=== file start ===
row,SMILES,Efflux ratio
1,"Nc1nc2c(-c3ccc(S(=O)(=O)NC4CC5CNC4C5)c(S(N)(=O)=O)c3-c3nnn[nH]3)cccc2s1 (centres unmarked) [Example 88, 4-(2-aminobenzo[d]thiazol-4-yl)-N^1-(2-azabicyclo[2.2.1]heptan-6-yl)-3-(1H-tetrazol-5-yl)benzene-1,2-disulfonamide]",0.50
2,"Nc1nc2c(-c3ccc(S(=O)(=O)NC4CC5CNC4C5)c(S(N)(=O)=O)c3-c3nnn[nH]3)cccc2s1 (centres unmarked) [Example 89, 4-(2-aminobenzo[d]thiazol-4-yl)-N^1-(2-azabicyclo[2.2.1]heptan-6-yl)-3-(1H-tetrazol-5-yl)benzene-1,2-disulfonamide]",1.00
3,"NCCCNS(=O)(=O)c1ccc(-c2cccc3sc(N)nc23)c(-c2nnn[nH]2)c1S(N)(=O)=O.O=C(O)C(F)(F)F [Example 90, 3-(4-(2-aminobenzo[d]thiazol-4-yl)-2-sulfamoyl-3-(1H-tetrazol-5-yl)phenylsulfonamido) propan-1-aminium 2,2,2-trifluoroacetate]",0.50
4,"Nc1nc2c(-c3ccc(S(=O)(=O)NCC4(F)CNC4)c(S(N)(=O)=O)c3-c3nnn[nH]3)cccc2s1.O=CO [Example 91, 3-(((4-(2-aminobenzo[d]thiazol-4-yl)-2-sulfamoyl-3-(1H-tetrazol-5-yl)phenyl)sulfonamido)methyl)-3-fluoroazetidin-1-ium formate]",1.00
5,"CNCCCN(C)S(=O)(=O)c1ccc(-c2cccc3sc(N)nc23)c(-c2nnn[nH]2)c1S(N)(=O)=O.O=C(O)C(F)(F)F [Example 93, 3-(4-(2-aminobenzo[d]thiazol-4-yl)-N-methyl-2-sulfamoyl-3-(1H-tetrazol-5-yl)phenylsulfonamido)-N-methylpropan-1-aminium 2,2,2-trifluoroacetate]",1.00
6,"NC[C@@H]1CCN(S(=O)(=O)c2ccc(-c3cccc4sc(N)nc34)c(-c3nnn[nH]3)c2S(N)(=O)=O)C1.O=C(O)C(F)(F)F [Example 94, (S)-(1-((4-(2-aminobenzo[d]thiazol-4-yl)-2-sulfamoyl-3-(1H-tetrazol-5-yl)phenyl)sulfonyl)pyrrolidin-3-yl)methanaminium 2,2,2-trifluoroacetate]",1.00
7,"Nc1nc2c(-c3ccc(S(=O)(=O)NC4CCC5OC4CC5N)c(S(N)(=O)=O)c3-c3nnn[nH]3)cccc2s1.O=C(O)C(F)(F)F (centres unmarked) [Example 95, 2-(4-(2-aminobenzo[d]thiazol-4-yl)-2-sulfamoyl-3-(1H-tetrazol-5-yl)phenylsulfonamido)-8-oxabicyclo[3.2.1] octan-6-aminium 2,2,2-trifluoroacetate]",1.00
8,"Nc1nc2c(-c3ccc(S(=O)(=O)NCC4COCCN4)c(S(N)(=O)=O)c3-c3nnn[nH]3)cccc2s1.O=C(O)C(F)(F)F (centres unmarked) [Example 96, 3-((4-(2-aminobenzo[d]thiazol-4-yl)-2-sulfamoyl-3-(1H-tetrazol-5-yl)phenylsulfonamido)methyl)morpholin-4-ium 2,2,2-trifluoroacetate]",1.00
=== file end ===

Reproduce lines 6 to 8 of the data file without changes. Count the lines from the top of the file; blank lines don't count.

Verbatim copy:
5,"CNCCCN(C)S(=O)(=O)c1ccc(-c2cccc3sc(N)nc23)c(-c2nnn[nH]2)c1S(N)(=O)=O.O=C(O)C(F)(F)F [Example 93, 3-(4-(2-aminobenzo[d]thiazol-4-yl)-N-methyl-2-sulfamoyl-3-(1H-tetrazol-5-yl)phenylsulfonamido)-N-methylpropan-1-aminium 2,2,2-trifluoroacetate]",1.00
6,"NC[C@@H]1CCN(S(=O)(=O)c2ccc(-c3cccc4sc(N)nc34)c(-c3nnn[nH]3)c2S(N)(=O)=O)C1.O=C(O)C(F)(F)F [Example 94, (S)-(1-((4-(2-aminobenzo[d]thiazol-4-yl)-2-sulfamoyl-3-(1H-tetrazol-5-yl)phenyl)sulfonyl)pyrrolidin-3-yl)methanaminium 2,2,2-trifluoroacetate]",1.00
7,"Nc1nc2c(-c3ccc(S(=O)(=O)NC4CCC5OC4CC5N)c(S(N)(=O)=O)c3-c3nnn[nH]3)cccc2s1.O=C(O)C(F)(F)F (centres unmarked) [Example 95, 2-(4-(2-aminobenzo[d]thiazol-4-yl)-2-sulfamoyl-3-(1H-tetrazol-5-yl)phenylsulfonamido)-8-oxabicyclo[3.2.1] octan-6-aminium 2,2,2-trifluoroacetate]",1.00